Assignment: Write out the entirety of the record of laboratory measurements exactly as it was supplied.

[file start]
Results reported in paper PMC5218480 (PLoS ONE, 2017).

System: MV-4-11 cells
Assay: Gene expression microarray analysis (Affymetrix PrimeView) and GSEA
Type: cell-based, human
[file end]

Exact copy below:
Results reported in paper PMC5218480 (PLoS ONE, 2017).

System: MV-4-11 cells
Assay: Gene expression microarray analysis (Affymetrix PrimeView) and GSEA
Type: cell-based, human